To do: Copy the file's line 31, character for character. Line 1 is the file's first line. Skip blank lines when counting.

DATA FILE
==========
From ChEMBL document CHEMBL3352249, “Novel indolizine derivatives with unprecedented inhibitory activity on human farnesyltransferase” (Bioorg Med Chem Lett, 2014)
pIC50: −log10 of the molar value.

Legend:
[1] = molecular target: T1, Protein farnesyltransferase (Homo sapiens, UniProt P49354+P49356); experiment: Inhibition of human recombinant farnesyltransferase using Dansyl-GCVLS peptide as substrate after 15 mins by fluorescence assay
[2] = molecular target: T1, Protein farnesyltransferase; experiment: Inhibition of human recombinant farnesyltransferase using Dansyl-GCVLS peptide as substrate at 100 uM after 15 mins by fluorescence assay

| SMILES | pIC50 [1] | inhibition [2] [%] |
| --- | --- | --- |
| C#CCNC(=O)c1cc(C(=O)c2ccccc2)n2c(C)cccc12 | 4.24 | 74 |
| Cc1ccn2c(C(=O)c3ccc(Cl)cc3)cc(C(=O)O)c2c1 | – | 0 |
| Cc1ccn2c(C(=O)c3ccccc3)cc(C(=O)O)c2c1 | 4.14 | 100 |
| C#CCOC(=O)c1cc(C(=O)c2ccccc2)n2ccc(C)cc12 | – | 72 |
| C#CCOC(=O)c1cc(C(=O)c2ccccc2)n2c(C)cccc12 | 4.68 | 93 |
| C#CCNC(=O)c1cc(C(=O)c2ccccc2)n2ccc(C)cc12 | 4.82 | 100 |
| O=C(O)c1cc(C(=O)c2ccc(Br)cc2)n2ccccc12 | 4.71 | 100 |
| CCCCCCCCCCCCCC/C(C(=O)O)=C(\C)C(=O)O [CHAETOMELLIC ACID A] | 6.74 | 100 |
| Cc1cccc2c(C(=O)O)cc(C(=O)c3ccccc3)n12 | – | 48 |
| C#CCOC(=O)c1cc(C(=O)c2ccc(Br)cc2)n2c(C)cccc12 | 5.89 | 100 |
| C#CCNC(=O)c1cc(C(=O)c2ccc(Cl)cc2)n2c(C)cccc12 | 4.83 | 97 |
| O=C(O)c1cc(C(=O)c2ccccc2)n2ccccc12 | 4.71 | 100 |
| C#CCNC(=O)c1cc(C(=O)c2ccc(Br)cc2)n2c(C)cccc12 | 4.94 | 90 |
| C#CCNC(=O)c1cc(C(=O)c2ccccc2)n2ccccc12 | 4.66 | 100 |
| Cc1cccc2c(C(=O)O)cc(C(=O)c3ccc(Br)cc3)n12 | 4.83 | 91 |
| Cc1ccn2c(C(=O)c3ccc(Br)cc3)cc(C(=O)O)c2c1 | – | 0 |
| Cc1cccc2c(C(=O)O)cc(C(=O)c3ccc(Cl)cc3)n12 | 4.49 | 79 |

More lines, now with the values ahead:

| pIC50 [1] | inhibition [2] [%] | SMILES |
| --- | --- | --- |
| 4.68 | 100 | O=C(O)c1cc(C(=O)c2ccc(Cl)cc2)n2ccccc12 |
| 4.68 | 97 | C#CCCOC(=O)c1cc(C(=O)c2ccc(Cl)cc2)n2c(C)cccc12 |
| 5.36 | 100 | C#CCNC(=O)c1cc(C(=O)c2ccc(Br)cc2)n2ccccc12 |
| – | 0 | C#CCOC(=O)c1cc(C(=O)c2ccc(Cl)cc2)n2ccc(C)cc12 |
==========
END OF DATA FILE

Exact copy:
| – | 0 | C#CCOC(=O)c1cc(C(=O)c2ccc(Cl)cc2)n2ccc(C)cc12 |